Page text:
Law Enforcement Leaders Speak At Homeland Security Subcommittee
WASHINGTON D.C.- Two Upper Valley law enforcement leaders traveled to Washington D.C. to speak at a House Subcommittee regarding the border violence that's happening just steps from where we live. McAllen Police Chief Victor Rodriguez along with Zapata County Sheriff Sigifredo Gonzalez were speaking before the House Homeland Security Subcommittee Wednesday morning, talking about their law enforcement efforts on the border and the help they need.
"The bottom line is it's not secure until it is we're not going to be happy," said Texas Department of Public Safety Director Steve McCraw.
"It's getting more violent the smugglers are getting more brazen," said Gonzalez.
"They came to the United States into our communities they come to our communities because they feel safe here," said Rodriguez.
Words expressed by these law enforcement leaders of Upper Valley border towns that experience the criminal activities of the drug smugglers almost everyday. Their efforts to combat can only do so much and they spoke about the resources needed to combat the criminal contraband trade.
"We're concern that the increasing threat that the border is not secure more than ever was there has been some success we love to see all of the federal resources," said McCraw.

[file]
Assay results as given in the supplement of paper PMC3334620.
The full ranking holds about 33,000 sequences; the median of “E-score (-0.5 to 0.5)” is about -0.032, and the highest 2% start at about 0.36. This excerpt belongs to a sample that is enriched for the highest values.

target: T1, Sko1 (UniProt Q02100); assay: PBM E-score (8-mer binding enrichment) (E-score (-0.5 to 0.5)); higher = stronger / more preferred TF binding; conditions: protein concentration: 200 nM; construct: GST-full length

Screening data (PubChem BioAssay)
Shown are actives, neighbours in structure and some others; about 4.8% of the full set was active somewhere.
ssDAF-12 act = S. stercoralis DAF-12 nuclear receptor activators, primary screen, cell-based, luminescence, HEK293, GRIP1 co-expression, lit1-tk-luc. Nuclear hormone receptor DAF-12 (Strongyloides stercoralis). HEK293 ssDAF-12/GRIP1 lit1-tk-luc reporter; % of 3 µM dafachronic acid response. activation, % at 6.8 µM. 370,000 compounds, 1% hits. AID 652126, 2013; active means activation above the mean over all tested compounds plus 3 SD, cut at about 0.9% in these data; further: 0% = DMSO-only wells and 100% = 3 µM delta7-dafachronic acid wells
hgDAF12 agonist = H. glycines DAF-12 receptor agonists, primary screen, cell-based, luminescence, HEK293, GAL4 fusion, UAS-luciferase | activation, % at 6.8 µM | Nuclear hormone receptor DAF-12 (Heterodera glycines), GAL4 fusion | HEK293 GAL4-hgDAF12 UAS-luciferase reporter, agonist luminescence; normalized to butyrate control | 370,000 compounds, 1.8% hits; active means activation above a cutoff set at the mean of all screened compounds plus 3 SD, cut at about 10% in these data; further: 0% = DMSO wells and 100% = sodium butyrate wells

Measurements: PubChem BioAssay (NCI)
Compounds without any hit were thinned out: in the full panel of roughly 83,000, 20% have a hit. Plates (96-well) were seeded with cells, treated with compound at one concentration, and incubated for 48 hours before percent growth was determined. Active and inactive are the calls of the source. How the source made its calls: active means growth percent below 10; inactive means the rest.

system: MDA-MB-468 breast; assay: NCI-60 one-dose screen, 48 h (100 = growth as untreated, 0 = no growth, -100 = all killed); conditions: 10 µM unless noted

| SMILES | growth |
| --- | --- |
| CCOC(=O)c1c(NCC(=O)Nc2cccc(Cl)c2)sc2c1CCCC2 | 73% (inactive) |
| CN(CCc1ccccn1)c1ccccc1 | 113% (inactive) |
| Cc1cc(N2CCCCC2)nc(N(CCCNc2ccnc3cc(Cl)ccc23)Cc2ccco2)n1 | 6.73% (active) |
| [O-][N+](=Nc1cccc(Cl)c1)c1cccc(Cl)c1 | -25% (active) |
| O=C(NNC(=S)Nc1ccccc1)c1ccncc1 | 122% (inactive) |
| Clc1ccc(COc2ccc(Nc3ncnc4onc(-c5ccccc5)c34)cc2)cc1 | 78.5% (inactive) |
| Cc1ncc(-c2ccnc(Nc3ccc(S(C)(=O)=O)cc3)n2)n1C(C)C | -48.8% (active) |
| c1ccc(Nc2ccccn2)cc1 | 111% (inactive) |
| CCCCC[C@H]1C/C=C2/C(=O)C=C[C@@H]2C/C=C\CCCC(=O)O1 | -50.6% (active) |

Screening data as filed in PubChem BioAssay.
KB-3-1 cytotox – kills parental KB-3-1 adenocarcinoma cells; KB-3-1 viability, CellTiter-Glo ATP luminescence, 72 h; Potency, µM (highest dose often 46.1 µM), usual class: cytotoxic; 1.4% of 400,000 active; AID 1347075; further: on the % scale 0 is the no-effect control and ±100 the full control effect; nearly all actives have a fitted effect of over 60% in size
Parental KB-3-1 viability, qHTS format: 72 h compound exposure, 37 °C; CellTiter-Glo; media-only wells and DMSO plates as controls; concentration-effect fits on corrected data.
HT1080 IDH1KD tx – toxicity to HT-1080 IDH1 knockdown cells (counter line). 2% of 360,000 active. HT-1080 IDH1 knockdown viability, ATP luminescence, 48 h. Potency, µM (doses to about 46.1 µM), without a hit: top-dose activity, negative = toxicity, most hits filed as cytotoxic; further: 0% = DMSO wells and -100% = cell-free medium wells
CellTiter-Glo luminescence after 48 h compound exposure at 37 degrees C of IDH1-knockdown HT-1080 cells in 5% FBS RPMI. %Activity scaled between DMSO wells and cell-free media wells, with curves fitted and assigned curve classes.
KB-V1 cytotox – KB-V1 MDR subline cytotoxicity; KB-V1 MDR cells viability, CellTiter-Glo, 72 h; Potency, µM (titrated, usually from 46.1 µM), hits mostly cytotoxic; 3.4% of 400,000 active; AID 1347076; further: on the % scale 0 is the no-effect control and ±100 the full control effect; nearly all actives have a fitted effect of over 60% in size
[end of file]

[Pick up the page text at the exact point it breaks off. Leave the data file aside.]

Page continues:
Zapata County Sheriff Sigifredo Gonzalez said that his office has stopped many cartel activities that are occurring in his jurisdiction and that the border isn't secure. that's opposite the statement that Janet Napolitano made, saying the border is safer than ever. The sheriff brought infrared video showing the cartels operating just inches away from border communities along the Rio Grande in plain sight, like in the town of San Ygnacio smugglers transporting their narcotics right under the international bridge there.
"To stop these individuals we have been shot at we have also seized in our jurisdiction weapons ammunition going to Mexico. Yes I admit they were going to Mexico," said Gonzalez. "However information we've received from them is part of that ammunition would remain in the United States so whenever the cartels will come in to the United States to continue their operations they'll be ready on the US side of the border and have weapons and ammunition to defend themselves."
McAllen Police Chief Victor Rodriguez spoke before the committee as well, he touched on various issues regarding cartel violence.
"I suggest that the violence in Mexico and the threat it poses to Mexico and to our communities, requires a September 11th type of response from our country," said Rodriguez.
At the hearing, leaders also talked about more regulation against the export of guns that are fueling the fire in Mexico.